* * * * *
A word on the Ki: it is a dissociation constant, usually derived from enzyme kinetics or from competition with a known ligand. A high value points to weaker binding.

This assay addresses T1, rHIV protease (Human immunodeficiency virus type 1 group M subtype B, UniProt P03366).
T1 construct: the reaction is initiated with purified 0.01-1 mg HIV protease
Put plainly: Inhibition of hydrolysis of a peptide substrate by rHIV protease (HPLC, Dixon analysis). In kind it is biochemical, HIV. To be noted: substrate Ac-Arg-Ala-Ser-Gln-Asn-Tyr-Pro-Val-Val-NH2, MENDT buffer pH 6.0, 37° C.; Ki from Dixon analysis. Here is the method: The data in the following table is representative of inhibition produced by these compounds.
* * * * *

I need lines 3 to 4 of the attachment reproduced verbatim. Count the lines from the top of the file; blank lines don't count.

T1 construct: the reaction is initiated with purified 0.01-1 mg HIV protease
Put plainly: Inhibition of hydrolysis of a peptide substrate by rHIV protease (HPLC, Dixon analysis). In kind it is biochemical, HIV. To be noted: substrate Ac-Arg-Ala-Ser-Gln-Asn-Tyr-Pro-Val-Val-NH2, MENDT buffer pH 6.0, 37° C.; Ki from Dixon analysis. Here is the method: The data in the following table is representative of inhibition produced by these compounds.